You know a topic is trendy when the Wall Street Journal covers it, so when blogger Jack Marshall tackled the topic of media trading desk advertising, he employed a unique slant: advertisers, it seems are questioning how this system works because they’re not comfortable pouring money into programmatic media buying systems they don’t fully understand– even when the price is right. If you’re asking the same questions, the Association of National Advertisers’ (ANA) has published a lengthy white paper on the subject; if you’re just looking for an overview, this article can help.
Nuts and bolts.
A trading desk is a microcosm within an advertising agency that specializes in purchasing media in real time rather than pre-ordering it in advance. Some compare the function of the trading desk to the stock exchange: staff shops, executes and optimizes multi-channel digital advertising buys in an efficient, streamlined manner so cost savings are substantive, mechanics are effortless and software used to handle transactions are the key to efficiency. According to Forrester Research, the trading desk is a “centralized, service-based organization atop a licensed demand-side platform,” but if you’re not into the pedantic lingo use the stock market analogy to understand how buyers and sellers work ad sale deals.
Unlike other technological milestones, trading desk advertising doesn’t have defined roots. The first ventures into online media buying took place in 2007 or 2008 as responses to accelerating costs associated with delivering and buying digital rather than traditional media. The tools were there. The technology was there and the need for cost and project efficiency was extreme. Once trading desk advertising began generating industry buzz, the workload and complexities tied to “operations-heavy” environments simply vanished. Early tests were startling: Google, Yahoo and other auction-based heavy hitters launched real-time media transactions and the practice of digital advertising buys was established.
Is it worth a look-see?
You bet. Clients and client representatives have an opportunity to control more of the ad buy process than ever; they can make better decisions about where to spend advertising dollars and make more informed judgment calls about their long-term ad plans. Clients can avoid placements that position their ads in close proximity to competitors. Customization, adjusted to different mediums, is more fluid. Benefits also include waste reduction and margin shifts from agencies to clients. In addition, trading desks are fast becoming magnets for new digital media talent as clients demand better targeting, algorithm and bidding capabilities. Data analyses are deeper and richer thanks to overall integration and consistency of services. Finally, the media trading desk is capable of delivering better return on investment (ROI).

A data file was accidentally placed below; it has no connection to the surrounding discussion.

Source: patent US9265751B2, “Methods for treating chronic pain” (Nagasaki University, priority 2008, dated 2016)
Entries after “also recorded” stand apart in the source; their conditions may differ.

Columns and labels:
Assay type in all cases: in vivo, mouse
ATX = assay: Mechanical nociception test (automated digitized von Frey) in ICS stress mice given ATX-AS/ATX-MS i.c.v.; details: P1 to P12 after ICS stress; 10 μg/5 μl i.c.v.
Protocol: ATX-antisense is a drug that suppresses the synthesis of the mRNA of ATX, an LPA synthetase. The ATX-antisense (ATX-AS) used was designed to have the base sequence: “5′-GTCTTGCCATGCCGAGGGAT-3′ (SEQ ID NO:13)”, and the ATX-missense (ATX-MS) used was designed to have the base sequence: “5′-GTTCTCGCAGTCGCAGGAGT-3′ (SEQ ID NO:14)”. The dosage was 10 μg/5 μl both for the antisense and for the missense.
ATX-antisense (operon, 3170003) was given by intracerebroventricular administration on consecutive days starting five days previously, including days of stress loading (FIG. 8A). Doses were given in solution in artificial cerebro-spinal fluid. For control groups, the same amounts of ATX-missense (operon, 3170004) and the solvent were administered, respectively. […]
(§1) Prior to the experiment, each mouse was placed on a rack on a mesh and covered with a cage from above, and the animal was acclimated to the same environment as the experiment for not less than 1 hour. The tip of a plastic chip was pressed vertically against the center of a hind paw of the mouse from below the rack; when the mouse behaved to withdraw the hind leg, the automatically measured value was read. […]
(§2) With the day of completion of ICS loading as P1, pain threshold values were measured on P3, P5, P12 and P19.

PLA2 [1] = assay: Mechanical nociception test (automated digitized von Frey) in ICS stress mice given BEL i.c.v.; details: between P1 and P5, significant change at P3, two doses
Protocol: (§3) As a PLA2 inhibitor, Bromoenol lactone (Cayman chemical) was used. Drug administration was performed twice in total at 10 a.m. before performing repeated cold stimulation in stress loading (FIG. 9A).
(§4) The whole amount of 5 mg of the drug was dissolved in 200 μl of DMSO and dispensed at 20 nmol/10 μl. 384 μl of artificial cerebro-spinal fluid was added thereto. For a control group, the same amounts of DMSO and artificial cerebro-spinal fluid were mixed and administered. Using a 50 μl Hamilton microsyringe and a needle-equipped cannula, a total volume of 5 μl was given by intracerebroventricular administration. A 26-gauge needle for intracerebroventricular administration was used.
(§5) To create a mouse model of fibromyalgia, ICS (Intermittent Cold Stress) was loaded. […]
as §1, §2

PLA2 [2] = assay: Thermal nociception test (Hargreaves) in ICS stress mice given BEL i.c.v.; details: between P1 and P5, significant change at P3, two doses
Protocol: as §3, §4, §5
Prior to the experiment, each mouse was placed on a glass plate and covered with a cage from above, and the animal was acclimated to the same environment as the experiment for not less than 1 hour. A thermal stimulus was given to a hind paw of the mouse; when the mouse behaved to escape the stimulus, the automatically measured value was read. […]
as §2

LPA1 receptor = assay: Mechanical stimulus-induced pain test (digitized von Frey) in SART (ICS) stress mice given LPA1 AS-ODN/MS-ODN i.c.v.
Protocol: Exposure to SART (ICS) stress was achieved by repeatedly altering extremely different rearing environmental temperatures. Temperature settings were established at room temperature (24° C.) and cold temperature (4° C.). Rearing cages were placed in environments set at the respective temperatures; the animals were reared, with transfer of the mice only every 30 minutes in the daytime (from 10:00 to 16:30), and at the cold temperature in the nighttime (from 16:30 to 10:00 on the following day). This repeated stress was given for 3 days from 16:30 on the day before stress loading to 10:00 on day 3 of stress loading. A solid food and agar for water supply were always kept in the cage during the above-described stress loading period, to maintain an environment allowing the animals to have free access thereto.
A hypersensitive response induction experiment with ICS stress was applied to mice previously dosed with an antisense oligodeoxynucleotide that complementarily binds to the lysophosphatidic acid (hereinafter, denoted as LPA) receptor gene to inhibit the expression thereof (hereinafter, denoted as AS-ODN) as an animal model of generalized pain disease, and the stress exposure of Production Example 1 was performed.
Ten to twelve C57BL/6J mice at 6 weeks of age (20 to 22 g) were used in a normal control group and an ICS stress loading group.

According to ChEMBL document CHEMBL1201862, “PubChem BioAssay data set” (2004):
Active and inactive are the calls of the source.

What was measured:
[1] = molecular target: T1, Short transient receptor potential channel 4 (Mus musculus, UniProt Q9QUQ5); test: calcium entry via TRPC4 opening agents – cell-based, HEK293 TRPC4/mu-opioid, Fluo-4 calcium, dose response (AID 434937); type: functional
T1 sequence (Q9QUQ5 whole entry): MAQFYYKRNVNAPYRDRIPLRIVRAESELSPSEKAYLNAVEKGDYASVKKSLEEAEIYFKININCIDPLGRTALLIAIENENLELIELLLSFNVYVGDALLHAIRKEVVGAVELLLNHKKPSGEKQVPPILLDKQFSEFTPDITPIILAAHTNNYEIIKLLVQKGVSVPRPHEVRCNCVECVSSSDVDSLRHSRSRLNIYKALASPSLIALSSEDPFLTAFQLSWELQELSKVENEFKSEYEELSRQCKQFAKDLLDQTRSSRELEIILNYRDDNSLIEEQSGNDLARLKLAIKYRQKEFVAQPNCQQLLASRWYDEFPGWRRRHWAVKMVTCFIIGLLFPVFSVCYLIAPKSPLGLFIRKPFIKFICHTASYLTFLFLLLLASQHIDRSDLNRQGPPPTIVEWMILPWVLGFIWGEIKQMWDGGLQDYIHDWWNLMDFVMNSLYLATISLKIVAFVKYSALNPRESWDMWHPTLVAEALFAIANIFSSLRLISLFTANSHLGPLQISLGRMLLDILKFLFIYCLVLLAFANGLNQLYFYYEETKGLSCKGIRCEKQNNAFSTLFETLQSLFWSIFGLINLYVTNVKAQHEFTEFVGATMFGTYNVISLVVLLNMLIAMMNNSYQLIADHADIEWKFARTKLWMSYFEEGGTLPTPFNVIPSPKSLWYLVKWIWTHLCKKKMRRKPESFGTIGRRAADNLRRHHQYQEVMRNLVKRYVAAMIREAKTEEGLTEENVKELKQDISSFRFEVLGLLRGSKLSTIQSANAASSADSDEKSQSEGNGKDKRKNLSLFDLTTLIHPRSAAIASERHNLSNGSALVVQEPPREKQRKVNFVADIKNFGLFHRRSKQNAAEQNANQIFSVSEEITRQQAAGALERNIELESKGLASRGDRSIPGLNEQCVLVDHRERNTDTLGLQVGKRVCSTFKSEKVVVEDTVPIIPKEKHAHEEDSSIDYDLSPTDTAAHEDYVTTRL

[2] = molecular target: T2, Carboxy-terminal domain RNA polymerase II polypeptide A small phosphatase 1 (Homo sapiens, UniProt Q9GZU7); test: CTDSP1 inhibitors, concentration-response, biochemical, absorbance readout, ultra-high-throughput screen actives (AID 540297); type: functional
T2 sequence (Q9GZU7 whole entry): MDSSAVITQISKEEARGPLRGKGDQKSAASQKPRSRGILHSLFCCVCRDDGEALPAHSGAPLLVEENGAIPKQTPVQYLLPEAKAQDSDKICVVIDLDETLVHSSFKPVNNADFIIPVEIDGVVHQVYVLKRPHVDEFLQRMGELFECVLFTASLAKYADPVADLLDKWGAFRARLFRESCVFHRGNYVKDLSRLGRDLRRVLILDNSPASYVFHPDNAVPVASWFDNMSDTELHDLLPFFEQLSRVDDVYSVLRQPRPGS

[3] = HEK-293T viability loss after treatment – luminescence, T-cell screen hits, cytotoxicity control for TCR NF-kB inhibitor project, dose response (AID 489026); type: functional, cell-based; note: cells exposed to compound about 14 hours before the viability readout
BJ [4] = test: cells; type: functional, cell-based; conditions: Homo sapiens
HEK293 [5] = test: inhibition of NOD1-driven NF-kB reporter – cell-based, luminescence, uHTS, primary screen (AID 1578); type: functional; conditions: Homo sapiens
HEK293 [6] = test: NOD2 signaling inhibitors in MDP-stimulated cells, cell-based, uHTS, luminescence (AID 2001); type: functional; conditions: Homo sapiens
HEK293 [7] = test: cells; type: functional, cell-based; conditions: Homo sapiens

So, is it perfect?
Not exactly. Ad trading desks can leave advertisers feeling insecure because ad agencies controlling them can wield power and steer media buys toward their own self-interest (often referenced as internal or sister-company deals). Insecurities may arise when clients feel their money isn’t being spent in their best interest and is instead spent in the ad agencies’ interest so the agencies build larger books of business and have the ability to inflate their client lists. With the growth of the trading desk has come criticism; not all of which is exaggerated. The ANA lists lack of transparency, double client payments (e.g., both the agency and trading desk profit), conflicts of interest—the aforementioned desk acting as agent and buyer while brokering deals—plus marked-up media costs that aren’t always Kosher. Further, some agencies get rebates that clients have no clue are being levied.
Is this a great concept muddled by too much bureaucracy and greed? Perhaps. Online media buying is a clever and timely concept, but operational challenges and power struggles could be this phenomenon undoing.
Sarah Smith has been using My Media Trading Desk to complete her online and programmatic media buying.